Home icon

Creative Arts for Young Children

child with paint on hands

Art is so much more than paint, markers, or crayons. Creative arts are activities that actively engage children’s imagination through music, visual arts, movement and dance, and drama and storytelling. Creative arts engage children across all domains—cognitive, language, social, emotional, and physical. This tool kit will describe four different types of creative arts and will provide ideas for encouraging and supporting young children in creative arts activities at home and in the classroom. This article shows how art activities can support young children’s development.

Creative arts activities are deliberately open-ended, foster divergent thinking, and support the process without particular attention on the product. This article provides an overview of the creative arts as well as information on the theories that help guide the early childhood field and how to apply those theories in the classroom.

The Arts domain within the Illinois Early Learning and Development Standards provides reasonable expectations for children’s development in the areas of drama, music, visual arts, and movement and dance.

Movement and Dance

There are many ways to incorporate movement and dance into the lives of young children, whether at home or in a group setting.

  • When out and about with young children, there are many opportunities to engage in meaningful activities and conversations. Dancing on the sidewalk—or any flat surface—is a great way to practice coordination and experiment with space, as shown in this tip sheet.
  • It is important for young children to be active to build healthy habits early in life. When participating in fitness activities, it is important to stretch, warm up, and cool down. Catching and throwing a ball or jumping with both feet can help build confidence in large motor skills. This tip sheet provides additional ideas.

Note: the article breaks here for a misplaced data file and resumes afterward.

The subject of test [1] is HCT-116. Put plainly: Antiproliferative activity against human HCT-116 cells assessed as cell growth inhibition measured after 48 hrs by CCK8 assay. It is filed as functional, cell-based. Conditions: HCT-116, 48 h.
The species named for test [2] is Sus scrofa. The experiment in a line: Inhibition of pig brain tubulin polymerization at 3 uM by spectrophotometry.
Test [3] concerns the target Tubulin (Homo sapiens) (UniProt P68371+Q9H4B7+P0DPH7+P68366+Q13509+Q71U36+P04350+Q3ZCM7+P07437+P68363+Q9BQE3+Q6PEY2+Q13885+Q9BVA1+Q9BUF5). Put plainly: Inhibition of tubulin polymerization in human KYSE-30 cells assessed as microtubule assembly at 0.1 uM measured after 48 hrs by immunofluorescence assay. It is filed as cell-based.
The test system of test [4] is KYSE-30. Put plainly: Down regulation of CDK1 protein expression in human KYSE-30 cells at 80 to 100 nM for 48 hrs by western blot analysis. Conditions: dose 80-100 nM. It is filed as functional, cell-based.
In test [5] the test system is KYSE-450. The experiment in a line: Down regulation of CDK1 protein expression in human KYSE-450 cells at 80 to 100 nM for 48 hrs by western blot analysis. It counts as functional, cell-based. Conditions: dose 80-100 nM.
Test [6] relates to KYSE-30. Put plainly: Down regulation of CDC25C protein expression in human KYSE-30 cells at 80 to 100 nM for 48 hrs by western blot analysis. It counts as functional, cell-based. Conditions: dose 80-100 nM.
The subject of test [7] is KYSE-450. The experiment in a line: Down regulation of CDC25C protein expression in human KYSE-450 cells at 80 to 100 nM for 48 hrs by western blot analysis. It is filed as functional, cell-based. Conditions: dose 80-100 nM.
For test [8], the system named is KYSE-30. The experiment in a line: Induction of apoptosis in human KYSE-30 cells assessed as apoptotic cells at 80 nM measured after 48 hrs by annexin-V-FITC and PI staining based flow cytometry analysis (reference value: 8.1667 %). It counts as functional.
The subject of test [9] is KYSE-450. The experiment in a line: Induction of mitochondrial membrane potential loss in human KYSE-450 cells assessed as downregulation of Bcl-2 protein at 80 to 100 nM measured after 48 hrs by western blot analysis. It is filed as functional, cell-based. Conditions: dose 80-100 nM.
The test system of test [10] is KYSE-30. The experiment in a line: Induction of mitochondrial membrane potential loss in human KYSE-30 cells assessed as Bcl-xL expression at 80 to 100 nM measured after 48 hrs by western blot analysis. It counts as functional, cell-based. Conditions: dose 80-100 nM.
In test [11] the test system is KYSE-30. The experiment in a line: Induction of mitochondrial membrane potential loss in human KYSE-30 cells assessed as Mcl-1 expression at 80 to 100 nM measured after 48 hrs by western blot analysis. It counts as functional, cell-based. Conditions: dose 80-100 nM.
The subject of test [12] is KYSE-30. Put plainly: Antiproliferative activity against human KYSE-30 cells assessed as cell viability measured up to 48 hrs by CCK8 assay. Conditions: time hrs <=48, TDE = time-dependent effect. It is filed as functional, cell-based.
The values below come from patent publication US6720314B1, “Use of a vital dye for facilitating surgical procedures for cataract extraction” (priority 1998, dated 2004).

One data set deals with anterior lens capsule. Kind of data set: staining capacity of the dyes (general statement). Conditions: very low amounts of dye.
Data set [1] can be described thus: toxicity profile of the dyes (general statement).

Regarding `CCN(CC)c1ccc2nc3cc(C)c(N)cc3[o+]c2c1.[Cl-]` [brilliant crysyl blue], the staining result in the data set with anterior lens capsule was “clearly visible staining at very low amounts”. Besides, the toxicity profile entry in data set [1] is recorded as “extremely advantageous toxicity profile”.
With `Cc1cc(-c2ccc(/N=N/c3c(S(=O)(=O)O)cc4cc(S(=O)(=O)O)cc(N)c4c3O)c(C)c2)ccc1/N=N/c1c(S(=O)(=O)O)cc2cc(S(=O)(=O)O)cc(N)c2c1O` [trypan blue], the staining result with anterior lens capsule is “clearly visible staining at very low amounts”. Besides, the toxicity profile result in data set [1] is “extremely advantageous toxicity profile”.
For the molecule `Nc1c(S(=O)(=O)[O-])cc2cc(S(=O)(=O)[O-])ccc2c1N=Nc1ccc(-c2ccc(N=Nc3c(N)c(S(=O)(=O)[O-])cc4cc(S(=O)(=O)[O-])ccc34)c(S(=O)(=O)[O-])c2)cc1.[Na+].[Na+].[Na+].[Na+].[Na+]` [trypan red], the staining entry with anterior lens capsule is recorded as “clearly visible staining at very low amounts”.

• As families, we might spend time waiting—in line at the grocery store, in the carpool lane, in traffic, or at the clinic. This tip sheet series includes many ideas to help maximize that time and keep young children active and engaged in movement, language, or learning activities, including talking about math, art, music, science, and motor skills.
  • In classrooms, teachers can use songs and stories during large group time to engage in active movement. These videos demonstrate this concept using both a story and a song.
  • Active movement can be done anywhere, even without many props or supplies. These two blog posts provide ideas on connecting language with outdoor play and embedding gross motor opportunities throughout the day.
  • IELDS benchmarks can be addressed through lesson plans, adapted for children with disabilities. Here is one example: Physical Development and Health Lesson Addressing Benchmark 19.B.ECb

Drama and Storytelling

Drama helps children develop imagination, language skills, confidence, creative expression, and cooperation and other social skills. Storytelling helps preschoolers get ready to become readers and writers. IEL has produced several tip sheets that help families and providers expand upon children’s pretend play and storytelling experiences, including using boxes and blocks for play, helping children dictate stories, and encouraging free time for young children.


Music can help young children develop motor, language, social-emotional, and cognitive skills. As shown in the tip sheets listed below, there are many opportunities to embed music throughout the daily lives of young children. Adults and young children can sing songs, pretend to be animals, and make musical instruments together.

Visual Arts

Visual arts are a favorite activity for children and adults alike. Young children explore their world through their senses. Open-ended opportunities such as coloring, painting, and play dough or clay help children solve problems, enhance motor skills, build vocabulary, and more. Many IEL tip sheets describe how adults can support young children in visual art activities and experiences. Children can use chalk on sidewalks or crayons or pencils on paper to draw their pictures.

Additional Web Resources

About this resource

Setting(s) for which the article is intended:
  • Home
  • Child Care Center
  • Preschool Program

Intended audience(s):
  • Parents / Family
  • Teachers / Service providers

Age Levels (the age of the children to whom the article applies):
Related Illinois Early Learning and Development Standards:
Reviewed: 2021